I agree. It is interesting to see the automotive industry opening up such a wide range of innovation in electronics. In the past it seemed the innovative developments in electronics were in defense, aerospace, and consumer electronics. Now it looks like automotive is one of the leading industries for innovation.
It's pretty amazing to see what auto makers have on their product roadmaps in terms of leveraging MEMS sensor technology. The idea of thinking about a vehicle in human terms, and consequently considering its function in terms of human senses is quite an eye opener and a bit hard to wrap your head around. I suppose once you do, the possibilities for the "smart" car are endless. A little scary perhaps, but so is it all innovation on such a grand scale.
Using Siemens NX software, a team of engineering students from the University of Michigan built an electric vehicle and raced in the 2013 Bridgestone World Solar Challenge. One of those students blogged for Design News throughout the race.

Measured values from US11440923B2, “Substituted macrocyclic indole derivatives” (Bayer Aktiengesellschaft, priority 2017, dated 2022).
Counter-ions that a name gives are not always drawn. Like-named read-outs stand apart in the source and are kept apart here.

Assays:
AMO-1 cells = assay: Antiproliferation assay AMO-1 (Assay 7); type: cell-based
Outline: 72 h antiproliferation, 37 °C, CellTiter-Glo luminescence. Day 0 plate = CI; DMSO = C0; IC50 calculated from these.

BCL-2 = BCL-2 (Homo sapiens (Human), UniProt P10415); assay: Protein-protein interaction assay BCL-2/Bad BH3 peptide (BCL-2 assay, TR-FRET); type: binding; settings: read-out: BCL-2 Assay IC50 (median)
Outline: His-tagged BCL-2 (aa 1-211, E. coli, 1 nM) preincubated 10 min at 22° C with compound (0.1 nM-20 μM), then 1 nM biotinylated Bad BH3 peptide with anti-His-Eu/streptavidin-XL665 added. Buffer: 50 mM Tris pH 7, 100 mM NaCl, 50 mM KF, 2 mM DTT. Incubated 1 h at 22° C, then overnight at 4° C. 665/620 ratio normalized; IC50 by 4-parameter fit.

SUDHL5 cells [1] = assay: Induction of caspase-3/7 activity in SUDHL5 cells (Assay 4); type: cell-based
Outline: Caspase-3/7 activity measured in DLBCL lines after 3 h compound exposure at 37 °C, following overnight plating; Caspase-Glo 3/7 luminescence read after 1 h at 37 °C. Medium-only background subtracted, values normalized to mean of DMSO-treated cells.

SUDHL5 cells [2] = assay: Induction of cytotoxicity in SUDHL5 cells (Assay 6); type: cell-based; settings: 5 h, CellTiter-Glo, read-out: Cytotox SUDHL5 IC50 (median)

For industrial control applications, or even a simple assembly line, that machine can go almost 24/7 without a break. But what happens when the task is a little more complex? That’s where the “smart” machine would come in. The smart machine is one that has some simple (or complex in some cases) processing capability to be able to adapt to changing conditions. Such machines are suited for a host of applications, including automotive, aerospace, defense, medical, computers and electronics, telecommunications, consumer goods, and so on. This discussion will examine what’s possible with smart machines, and what tradeoffs need to be made to implement such a solution.